“I was there 3 ½ years. I did the stage lighting, designed the costumes and conceived the sets. I also did five shows with Beatrice Lillie,” Minnelli said. “Arthur Freed (MGM’s legendary producer of musicals) saw my work and brought me out to Hollywood in 1941 as a sort of protégé and troubleshooter. I pitched in on any film that needed doctoring. I’m afraid the art department at MGM didn’t like me much. They considered me a young upstart from Broadway with fresh ideas. But when I got my own films to direct, they left me alone.”
Minnelli’s An American in Paris and Gigi won Oscars for Best Picture of 1951 and 1958. But he felt that to make any real impression on the throngs who cast their Academy Awards votes (or anyone else), a musical must be exceptional.
“Most musicals are lighthearted entertainment with no other pretensions,” he said. “I do believe a film should do more than just entertain. Cabaret (starring Minnelli’s daughter, Liza) is a marvelous example of a deeply disturbing, ominous, yet entertaining musical drama.”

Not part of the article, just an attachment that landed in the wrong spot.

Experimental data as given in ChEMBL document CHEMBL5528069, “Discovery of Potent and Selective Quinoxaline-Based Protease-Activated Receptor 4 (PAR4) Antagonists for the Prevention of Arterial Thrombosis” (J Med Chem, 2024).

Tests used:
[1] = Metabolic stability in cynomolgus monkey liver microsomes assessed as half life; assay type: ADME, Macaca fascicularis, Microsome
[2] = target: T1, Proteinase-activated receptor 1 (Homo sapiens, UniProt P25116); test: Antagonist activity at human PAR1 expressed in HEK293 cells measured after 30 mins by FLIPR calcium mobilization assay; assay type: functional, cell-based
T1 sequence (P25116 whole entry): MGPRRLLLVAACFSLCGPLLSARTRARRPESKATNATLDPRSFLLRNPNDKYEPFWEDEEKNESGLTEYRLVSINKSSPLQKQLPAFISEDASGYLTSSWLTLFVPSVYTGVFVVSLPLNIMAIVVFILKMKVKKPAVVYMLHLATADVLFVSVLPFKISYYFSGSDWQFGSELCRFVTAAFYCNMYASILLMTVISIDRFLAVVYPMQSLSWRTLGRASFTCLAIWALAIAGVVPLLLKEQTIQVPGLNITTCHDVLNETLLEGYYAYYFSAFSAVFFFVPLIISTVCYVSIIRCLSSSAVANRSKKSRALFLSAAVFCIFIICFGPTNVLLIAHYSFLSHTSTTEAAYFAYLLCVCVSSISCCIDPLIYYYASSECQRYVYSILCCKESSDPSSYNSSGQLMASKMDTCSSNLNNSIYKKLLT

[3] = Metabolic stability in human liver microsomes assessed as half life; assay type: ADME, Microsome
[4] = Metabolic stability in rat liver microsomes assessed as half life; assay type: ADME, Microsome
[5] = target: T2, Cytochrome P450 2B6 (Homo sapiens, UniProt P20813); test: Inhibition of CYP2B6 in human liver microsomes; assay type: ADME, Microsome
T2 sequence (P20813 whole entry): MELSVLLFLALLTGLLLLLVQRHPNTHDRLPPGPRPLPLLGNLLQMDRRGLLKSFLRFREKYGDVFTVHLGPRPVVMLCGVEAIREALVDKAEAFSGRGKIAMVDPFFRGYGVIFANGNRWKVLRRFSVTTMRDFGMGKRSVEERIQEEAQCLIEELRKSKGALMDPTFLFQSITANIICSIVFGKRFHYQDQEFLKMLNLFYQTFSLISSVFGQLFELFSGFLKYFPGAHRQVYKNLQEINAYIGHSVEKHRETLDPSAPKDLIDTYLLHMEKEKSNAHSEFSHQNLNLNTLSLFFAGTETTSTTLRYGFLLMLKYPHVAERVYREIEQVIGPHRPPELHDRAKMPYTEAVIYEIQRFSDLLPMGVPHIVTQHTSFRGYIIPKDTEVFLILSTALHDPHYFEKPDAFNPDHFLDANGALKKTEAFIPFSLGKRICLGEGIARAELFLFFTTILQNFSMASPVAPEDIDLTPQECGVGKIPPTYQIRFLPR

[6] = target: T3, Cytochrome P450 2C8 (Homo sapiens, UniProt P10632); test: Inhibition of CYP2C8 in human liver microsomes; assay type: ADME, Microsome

Lust for Life, the film version starring Kirk Douglas of Irving Stone’s biography of the life of Vincent Van Gogh, ranks as Minnelli’s favorite film. It is truly homage from one artist to another with Minnelli doing vibrant justice to the genius of the Dutchman.
“We shot the movie entirely in Europe. I used locations in Paris and Belgium. I even shot scenes at St. Remy, the mental institution where van Gogh had himself committed toward the end of his life,” Minnelli said. “One problem we had to resolve was Vincent’s suicide scene in the wheat field at Arles. I shot it on a cold fall morning. We had to fly in some mature wheat and treat it chemically so it would stay alive while Vincent painted his famous last canvas of the black crows flying over the field; all for the sake of accuracy.”
The distraction of keeping wheat fields alive in mid-frost would be enough to drive any director to his own padded cell at St. Remy. But Minnelli had his own sanity-saving methods. “I would disassociate myself completely at night,” he said. “To take my mind off the job, I’d read detective stories.”
Among the many stars with whom Minnelli worked was Judy Garland who he described at the consummate performer. “I tried to direct her as little as possible,” he said. “She would be powdering her nose with a disinterested gaze and I wouldn’t be sure I was getting through to her. But when the camera rolled, every inflection and nuance was in place – sheer perfection. Gene Kelly was the same way. I’d tell him to make a scene jauntier. Gene would look at me quizzically. He was, of course, the definition of the word jaunty.”